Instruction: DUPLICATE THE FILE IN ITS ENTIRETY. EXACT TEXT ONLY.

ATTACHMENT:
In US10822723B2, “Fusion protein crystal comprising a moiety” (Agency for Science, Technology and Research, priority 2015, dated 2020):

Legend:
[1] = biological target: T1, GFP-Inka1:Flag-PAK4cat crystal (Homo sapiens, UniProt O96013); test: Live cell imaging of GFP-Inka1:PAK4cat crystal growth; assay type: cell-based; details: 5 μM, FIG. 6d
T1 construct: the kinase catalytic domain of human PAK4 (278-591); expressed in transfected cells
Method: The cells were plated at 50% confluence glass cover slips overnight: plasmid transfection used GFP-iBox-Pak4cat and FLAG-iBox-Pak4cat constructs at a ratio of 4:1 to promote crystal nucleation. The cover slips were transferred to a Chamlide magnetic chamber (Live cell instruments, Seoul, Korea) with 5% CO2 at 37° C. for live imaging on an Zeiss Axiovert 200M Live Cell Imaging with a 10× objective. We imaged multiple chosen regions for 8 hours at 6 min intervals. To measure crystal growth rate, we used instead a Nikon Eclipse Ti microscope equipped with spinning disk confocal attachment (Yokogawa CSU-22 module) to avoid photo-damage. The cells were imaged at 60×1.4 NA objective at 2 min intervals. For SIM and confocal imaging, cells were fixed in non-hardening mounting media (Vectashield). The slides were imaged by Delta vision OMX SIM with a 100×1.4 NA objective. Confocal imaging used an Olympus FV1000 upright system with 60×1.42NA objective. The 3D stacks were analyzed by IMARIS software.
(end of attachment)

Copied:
In US10822723B2, “Fusion protein crystal comprising a moiety” (Agency for Science, Technology and Research, priority 2015, dated 2020):

Legend:
[1] = biological target: T1, GFP-Inka1:Flag-PAK4cat crystal (Homo sapiens, UniProt O96013); test: Live cell imaging of GFP-Inka1:PAK4cat crystal growth; assay type: cell-based; details: 5 μM, FIG. 6d
T1 construct: the kinase catalytic domain of human PAK4 (278-591); expressed in transfected cells
Method: The cells were plated at 50% confluence glass cover slips overnight: plasmid transfection used GFP-iBox-Pak4cat and FLAG-iBox-Pak4cat constructs at a ratio of 4:1 to promote crystal nucleation. The cover slips were transferred to a Chamlide magnetic chamber (Live cell instruments, Seoul, Korea) with 5% CO2 at 37° C. for live imaging on an Zeiss Axiovert 200M Live Cell Imaging with a 10× objective. We imaged multiple chosen regions for 8 hours at 6 min intervals. To measure crystal growth rate, we used instead a Nikon Eclipse Ti microscope equipped with spinning disk confocal attachment (Yokogawa CSU-22 module) to avoid photo-damage. The cells were imaged at 60×1.4 NA objective at 2 min intervals. For SIM and confocal imaging, cells were fixed in non-hardening mounting media (Vectashield). The slides were imaged by Delta vision OMX SIM with a 100×1.4 NA objective. Confocal imaging used an Olympus FV1000 upright system with 60×1.42NA objective. The 3D stacks were analyzed by IMARIS software.